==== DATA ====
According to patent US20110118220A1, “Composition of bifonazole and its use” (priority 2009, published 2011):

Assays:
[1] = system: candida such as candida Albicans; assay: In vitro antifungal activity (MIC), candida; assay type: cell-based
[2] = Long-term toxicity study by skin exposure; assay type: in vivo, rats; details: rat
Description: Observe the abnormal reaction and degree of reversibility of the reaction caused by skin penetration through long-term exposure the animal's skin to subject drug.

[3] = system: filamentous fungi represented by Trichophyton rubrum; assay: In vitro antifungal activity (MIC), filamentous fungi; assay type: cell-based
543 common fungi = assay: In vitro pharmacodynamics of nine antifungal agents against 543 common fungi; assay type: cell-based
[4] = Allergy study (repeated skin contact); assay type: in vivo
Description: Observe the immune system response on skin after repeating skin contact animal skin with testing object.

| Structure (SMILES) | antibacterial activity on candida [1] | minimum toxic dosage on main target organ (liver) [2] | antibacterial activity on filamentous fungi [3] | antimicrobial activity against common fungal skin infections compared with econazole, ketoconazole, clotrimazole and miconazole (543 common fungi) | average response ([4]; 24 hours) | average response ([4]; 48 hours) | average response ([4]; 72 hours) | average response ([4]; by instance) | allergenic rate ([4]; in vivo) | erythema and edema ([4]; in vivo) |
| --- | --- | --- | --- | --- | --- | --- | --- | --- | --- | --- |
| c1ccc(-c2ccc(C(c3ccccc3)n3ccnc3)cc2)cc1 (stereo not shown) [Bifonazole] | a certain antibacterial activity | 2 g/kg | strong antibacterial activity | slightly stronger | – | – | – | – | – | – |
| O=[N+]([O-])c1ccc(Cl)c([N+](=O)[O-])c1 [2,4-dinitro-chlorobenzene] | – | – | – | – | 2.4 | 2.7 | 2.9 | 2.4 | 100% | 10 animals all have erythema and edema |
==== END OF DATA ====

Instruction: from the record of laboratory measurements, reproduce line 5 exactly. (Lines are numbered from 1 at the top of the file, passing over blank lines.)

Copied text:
Description: Observe the abnormal reaction and degree of reversibility of the reaction caused by skin penetration through long-term exposure the animal's skin to subject drug.